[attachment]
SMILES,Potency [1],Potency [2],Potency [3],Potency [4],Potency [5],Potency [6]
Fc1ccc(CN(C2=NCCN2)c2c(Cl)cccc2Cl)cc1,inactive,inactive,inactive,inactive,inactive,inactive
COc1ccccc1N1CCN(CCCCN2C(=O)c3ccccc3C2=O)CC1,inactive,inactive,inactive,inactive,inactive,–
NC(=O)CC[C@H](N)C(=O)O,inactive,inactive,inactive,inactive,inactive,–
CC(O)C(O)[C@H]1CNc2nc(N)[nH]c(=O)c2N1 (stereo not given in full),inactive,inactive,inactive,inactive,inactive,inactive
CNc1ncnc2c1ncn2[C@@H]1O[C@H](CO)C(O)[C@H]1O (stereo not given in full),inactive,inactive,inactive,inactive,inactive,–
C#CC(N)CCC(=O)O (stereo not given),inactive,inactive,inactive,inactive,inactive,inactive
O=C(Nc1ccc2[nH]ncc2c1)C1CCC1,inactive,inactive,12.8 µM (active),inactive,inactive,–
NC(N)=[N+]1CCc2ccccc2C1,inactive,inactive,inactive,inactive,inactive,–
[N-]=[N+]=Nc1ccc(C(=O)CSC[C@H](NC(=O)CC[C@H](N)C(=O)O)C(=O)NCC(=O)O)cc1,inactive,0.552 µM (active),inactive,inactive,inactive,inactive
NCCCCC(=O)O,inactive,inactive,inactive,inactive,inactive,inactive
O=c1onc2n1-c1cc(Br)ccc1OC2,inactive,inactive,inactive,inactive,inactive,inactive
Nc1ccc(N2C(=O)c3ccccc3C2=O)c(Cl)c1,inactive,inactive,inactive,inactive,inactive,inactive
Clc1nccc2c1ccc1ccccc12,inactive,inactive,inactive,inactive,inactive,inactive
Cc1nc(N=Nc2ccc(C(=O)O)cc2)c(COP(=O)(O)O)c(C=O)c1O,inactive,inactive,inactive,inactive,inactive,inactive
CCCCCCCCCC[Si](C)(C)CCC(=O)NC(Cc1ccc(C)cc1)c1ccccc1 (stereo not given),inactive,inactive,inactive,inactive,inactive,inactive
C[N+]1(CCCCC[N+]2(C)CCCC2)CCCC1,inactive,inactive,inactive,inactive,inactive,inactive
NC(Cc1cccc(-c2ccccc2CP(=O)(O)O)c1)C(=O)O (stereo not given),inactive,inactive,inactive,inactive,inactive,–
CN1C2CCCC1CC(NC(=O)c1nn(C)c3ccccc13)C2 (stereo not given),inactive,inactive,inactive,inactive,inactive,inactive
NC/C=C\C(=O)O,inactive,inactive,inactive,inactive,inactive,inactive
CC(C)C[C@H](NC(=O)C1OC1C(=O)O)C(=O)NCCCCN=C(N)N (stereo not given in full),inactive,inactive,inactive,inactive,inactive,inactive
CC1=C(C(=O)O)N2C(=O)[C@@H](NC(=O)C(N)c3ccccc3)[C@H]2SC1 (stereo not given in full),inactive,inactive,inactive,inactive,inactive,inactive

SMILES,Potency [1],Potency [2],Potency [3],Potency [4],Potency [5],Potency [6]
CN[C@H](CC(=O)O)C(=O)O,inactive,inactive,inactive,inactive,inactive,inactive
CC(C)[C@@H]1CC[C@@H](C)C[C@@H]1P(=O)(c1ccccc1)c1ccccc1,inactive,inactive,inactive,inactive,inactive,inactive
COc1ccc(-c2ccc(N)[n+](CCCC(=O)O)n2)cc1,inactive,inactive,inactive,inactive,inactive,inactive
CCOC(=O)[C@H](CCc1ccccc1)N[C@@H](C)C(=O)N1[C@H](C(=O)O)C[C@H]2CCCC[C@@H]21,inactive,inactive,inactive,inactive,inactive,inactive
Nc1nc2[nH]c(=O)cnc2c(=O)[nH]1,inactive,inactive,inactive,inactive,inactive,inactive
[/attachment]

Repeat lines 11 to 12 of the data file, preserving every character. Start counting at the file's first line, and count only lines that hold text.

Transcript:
NCCCCC(=O)O,inactive,inactive,inactive,inactive,inactive,inactive
O=c1onc2n1-c1cc(Br)ccc1OC2,inactive,inactive,inactive,inactive,inactive,inactive